Priority Registration Granted for Athletes

Photo Courtesy of Ramapo Athletics

Ramapo athletes can now register for classes in an earlier time slot, thanks to the efforts of the Student Government Association. SGA began advocating for this initiative after they noticed the need for priority registration expressed by many athletes was not gaining much traction.

“The Student Government Association here at Ramapo is to be the voice of the student body, it is our job to identify student concerns and act on them,” said senior Danielle Wankmuller, senate vice president for SGA and member of the women’s track and field team, in an email. “In this case we had a couple of hundred students at our school that felt as if they were being asked to put athletics before their academic career.”

The provost granted priority to athletes only in the semesters that they are competing. Therefore, while Ramapo has over 300 student athletes, making up  six percent of the student population, only three percent of that population will receive priority registration in any given semester.

“This was done in order to meet the needs of both the general student body and the student-athletes,” said Wankmuller. “In season athletes can schedule around practice and competition and the general student population will not be dramatically affected by a large priority registration pool.”

Wankmuller, as well as junior Joey Weikl, led this movement. According to Wankmuller, coaches often put limitations on when athletes can or cannot take classes, and limited workout facilities make practices difficult to schedule, contributing to the need for priority registration for athletes.

“I spearheaded this issue three semesters ago, feeling that it was important to enable student-athletes to not only excel, but participate in their sport,” said Weikl, a student governor in SGA. “I thought that it was unfair that athletes had to build their classes around the constraint of practice and games with no support.”

The NCAA Division III constitution states in article 16.02.3 that priority registration for athletes is legal. The extra benefit clause reads, "Receipt of a benefit by student-athletes or their relatives or friends is not a violation of NCAA legislation if it is demonstrated that the same benefit is generally available to the institution’s students or their relatives or friends or to a particular segment of the student body determined on a basis unrelated to athletics ability.”

As explained by Wankmuller, as long as Ramapo allows priority registration for other members of the student body, it is permissible for athletes as well. Because peer facilitators and Ramapo Admissions student ambassadors already receive priority registration, the athletes are in the clear.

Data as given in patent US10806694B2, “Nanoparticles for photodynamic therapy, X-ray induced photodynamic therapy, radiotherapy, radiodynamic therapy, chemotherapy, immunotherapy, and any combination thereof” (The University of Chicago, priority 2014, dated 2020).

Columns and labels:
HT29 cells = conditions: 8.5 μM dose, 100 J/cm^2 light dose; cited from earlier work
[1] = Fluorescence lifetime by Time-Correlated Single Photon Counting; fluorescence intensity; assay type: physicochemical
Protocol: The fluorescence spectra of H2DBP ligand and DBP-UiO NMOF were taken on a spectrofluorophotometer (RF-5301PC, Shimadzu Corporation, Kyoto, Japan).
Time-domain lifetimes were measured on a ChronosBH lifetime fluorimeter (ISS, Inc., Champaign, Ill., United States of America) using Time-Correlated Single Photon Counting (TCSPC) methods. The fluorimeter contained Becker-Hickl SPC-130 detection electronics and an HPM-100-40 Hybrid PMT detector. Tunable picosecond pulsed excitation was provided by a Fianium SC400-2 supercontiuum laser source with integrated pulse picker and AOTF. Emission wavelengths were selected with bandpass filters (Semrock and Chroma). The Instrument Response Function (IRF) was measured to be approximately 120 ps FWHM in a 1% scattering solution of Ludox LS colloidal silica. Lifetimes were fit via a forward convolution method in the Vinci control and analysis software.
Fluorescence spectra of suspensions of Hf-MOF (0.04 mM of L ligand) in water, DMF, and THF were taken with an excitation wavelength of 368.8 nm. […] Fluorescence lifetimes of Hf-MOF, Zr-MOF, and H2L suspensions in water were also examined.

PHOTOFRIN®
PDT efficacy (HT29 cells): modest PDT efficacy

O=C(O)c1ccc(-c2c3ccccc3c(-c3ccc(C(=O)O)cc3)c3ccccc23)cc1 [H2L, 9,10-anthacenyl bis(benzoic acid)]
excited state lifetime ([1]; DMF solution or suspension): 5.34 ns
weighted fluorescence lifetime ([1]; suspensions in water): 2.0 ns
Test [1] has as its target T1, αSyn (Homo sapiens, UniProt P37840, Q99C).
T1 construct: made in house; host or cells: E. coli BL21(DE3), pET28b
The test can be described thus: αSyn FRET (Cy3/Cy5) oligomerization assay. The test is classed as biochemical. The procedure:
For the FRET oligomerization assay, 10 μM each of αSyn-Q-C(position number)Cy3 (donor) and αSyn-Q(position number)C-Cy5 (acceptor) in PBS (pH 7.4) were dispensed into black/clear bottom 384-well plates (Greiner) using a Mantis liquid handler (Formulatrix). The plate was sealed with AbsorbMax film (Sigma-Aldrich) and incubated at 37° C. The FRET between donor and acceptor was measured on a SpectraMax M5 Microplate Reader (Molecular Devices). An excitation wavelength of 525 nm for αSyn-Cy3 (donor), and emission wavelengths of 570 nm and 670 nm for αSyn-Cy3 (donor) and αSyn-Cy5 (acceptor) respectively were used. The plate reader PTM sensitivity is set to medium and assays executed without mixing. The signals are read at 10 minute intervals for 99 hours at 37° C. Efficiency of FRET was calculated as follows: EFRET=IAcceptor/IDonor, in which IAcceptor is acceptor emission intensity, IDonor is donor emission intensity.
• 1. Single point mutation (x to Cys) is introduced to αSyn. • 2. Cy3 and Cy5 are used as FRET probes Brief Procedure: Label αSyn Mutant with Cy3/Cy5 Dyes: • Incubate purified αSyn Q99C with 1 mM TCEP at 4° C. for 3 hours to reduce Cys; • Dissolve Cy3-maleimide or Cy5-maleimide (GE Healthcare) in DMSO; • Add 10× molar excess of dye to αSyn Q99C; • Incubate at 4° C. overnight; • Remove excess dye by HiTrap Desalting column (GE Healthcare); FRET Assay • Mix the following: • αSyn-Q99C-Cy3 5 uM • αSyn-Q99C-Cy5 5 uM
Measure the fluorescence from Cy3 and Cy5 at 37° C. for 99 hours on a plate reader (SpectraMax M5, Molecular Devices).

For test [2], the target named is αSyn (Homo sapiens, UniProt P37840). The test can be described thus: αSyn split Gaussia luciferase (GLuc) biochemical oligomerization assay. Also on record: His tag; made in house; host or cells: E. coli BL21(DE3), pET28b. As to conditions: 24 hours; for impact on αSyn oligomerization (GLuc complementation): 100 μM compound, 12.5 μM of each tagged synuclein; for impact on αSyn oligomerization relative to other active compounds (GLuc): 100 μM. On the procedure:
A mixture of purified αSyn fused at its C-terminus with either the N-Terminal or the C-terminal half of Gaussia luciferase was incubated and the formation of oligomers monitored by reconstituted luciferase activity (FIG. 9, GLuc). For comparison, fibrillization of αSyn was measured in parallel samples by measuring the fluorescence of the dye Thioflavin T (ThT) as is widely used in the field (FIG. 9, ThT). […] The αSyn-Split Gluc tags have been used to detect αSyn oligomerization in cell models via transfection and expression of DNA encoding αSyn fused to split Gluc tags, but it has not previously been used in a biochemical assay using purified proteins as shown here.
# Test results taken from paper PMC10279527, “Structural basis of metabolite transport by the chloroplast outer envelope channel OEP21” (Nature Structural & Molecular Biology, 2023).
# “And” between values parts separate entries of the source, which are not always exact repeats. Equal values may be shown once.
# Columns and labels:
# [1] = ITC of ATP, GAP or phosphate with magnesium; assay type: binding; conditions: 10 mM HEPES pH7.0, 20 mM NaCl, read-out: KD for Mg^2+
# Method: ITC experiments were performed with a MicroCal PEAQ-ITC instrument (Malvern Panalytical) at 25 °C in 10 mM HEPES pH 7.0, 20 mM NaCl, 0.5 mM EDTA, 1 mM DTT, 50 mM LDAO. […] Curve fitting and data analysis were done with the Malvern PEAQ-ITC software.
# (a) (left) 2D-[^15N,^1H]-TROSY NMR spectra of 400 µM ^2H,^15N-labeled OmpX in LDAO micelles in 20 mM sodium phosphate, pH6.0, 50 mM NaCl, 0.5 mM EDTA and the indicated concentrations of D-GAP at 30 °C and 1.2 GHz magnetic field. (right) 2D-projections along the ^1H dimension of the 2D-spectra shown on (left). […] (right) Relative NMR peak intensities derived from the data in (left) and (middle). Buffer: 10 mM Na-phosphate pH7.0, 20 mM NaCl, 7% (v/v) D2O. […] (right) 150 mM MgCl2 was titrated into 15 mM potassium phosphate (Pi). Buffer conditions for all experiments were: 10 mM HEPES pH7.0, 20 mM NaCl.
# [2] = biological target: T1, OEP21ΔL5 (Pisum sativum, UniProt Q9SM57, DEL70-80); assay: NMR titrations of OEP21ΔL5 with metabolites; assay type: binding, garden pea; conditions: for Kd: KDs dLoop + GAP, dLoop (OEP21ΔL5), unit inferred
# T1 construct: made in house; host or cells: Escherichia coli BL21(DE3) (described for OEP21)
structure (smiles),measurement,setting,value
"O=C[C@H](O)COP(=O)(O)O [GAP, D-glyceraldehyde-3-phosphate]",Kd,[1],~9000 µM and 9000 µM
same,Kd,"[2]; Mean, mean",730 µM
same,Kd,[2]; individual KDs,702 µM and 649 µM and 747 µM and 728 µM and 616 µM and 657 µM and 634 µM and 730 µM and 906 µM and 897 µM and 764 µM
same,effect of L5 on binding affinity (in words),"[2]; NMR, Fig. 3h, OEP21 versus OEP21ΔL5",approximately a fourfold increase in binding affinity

Ramapo is now in line with colleges like Kean, Montclair, William Paterson, Jersey City, Rutgers Newark and Rowan, who have already adopted priority registration for athletes.

“These schools and their models were questioned by the office of the president and this was a major factor in the Provost's decision. These institutions are comparable to us in size and they are Ramapo's key opponents in the admissions game,” said Wankmuller.

In order to gain priority registration for athletes, SGA, led by Wankmuller as the Student Government liaison to athletics, had to procure a number of different documents for the provost and the provost council to review. These documents included a signed bill from the SGA expressing a need for athlete priority registration, letters from every person that coaches a team on campus explaining the scheduling drawbacks of being both a student and an athlete, and a petition signed by 250 students who are not athletes to show that they are in support of this effort as well.

This initiative has been met with widespread support from the student-athletes.

“In DIII we don’t get a lot of recognition at this college and we put a lot of work in it,” said junior Graciela Morilla, a member of the women’s cross-country team. “With some sports you need to practice as a team, and sometimes you can’t because you have a class during then and it’s frustrating to the athlete and the coach, and it diminishes the performance of the team.”

However, others feel that student athletes should understand the potential scheduling conflicts they may encounter before deciding to commit to a sport.

“Having myself been a student athlete here at Ramapo, I do not believe that athletes should have priority registration,” said junior Michael Meltzer. “The reality is that at a DIII school we are not here to play a sport, we are here for an education. Choosing to play a sport here, while a huge undertaking, should be made as an informed decision, taking into account how the commitment will affect school work.”

Weikl expressed that the SGA advocated for this change as a benefit to the Ramapo community at large.

“The Student Government Association has a great deal of influence when it comes to student advocacy,” said Weikl. “When we want to effect a change on campus, we have the resources and the support to follow through. As representatives of the student body, we felt that this change would benefit the entire student population.”